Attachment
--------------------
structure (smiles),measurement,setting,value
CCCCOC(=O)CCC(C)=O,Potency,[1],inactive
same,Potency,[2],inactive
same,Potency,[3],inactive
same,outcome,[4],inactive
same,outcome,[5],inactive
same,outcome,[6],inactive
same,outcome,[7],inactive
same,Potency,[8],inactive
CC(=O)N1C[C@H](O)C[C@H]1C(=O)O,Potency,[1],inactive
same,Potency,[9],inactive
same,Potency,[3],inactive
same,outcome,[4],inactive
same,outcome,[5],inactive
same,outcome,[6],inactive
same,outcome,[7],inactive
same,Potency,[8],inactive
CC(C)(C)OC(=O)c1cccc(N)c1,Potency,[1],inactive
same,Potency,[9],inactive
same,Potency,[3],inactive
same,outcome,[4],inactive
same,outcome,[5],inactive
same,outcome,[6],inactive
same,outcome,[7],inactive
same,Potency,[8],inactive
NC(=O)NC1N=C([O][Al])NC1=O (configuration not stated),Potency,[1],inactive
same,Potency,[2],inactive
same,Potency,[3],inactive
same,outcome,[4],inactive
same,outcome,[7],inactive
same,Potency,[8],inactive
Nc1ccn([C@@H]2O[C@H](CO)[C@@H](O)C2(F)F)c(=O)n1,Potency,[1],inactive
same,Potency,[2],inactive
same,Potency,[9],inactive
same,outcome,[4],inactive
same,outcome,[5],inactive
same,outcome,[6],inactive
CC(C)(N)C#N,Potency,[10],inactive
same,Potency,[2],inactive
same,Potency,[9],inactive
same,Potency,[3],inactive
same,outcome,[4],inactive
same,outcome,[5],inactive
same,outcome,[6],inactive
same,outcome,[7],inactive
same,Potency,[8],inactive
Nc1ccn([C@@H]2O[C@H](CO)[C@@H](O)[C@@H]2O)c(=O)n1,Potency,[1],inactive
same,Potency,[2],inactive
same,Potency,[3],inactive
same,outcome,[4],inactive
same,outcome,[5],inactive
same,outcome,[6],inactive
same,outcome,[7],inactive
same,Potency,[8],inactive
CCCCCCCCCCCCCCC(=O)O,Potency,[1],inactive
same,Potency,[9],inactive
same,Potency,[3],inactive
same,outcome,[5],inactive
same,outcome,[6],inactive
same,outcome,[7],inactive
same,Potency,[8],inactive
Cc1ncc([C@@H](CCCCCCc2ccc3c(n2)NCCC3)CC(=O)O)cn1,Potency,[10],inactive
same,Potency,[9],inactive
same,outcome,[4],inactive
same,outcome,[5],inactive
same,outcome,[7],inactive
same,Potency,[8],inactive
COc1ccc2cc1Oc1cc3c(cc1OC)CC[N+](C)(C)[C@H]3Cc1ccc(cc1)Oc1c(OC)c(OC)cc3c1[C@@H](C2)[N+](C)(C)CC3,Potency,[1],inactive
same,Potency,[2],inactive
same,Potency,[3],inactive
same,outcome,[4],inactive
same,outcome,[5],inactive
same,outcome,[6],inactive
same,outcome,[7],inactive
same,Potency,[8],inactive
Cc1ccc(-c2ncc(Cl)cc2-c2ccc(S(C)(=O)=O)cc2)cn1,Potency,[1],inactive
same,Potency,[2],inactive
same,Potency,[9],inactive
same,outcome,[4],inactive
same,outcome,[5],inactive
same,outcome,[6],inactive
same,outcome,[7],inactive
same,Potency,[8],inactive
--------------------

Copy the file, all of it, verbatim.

structure (smiles),measurement,setting,value
CCCCOC(=O)CCC(C)=O,Potency,[1],inactive
same,Potency,[2],inactive
same,Potency,[3],inactive
same,outcome,[4],inactive
same,outcome,[5],inactive
same,outcome,[6],inactive
same,outcome,[7],inactive
same,Potency,[8],inactive
CC(=O)N1C[C@H](O)C[C@H]1C(=O)O,Potency,[1],inactive
same,Potency,[9],inactive
same,Potency,[3],inactive
same,outcome,[4],inactive
same,outcome,[5],inactive
same,outcome,[6],inactive
same,outcome,[7],inactive
same,Potency,[8],inactive
CC(C)(C)OC(=O)c1cccc(N)c1,Potency,[1],inactive
same,Potency,[9],inactive
same,Potency,[3],inactive
same,outcome,[4],inactive
same,outcome,[5],inactive
same,outcome,[6],inactive
same,outcome,[7],inactive
same,Potency,[8],inactive
NC(=O)NC1N=C([O][Al])NC1=O (configuration not stated),Potency,[1],inactive
same,Potency,[2],inactive
same,Potency,[3],inactive
same,outcome,[4],inactive
same,outcome,[7],inactive
same,Potency,[8],inactive
Nc1ccn([C@@H]2O[C@H](CO)[C@@H](O)C2(F)F)c(=O)n1,Potency,[1],inactive
same,Potency,[2],inactive
same,Potency,[9],inactive
same,outcome,[4],inactive
same,outcome,[5],inactive
same,outcome,[6],inactive
CC(C)(N)C#N,Potency,[10],inactive
same,Potency,[2],inactive
same,Potency,[9],inactive
same,Potency,[3],inactive
same,outcome,[4],inactive
same,outcome,[5],inactive
same,outcome,[6],inactive
same,outcome,[7],inactive
same,Potency,[8],inactive
Nc1ccn([C@@H]2O[C@H](CO)[C@@H](O)[C@@H]2O)c(=O)n1,Potency,[1],inactive
same,Potency,[2],inactive
same,Potency,[3],inactive
same,outcome,[4],inactive
same,outcome,[5],inactive
same,outcome,[6],inactive
same,outcome,[7],inactive
same,Potency,[8],inactive
CCCCCCCCCCCCCCC(=O)O,Potency,[1],inactive
same,Potency,[9],inactive
same,Potency,[3],inactive
same,outcome,[5],inactive
same,outcome,[6],inactive
same,outcome,[7],inactive
same,Potency,[8],inactive
Cc1ncc([C@@H](CCCCCCc2ccc3c(n2)NCCC3)CC(=O)O)cn1,Potency,[10],inactive
same,Potency,[9],inactive
same,outcome,[4],inactive
same,outcome,[5],inactive
same,outcome,[7],inactive
same,Potency,[8],inactive
COc1ccc2cc1Oc1cc3c(cc1OC)CC[N+](C)(C)[C@H]3Cc1ccc(cc1)Oc1c(OC)c(OC)cc3c1[C@@H](C2)[N+](C)(C)CC3,Potency,[1],inactive
same,Potency,[2],inactive
same,Potency,[3],inactive
same,outcome,[4],inactive
same,outcome,[5],inactive
same,outcome,[6],inactive
same,outcome,[7],inactive
same,Potency,[8],inactive
Cc1ccc(-c2ncc(Cl)cc2-c2ccc(S(C)(=O)=O)cc2)cn1,Potency,[1],inactive
same,Potency,[2],inactive
same,Potency,[9],inactive
same,outcome,[4],inactive
same,outcome,[5],inactive
same,outcome,[6],inactive
same,outcome,[7],inactive
same,Potency,[8],inactive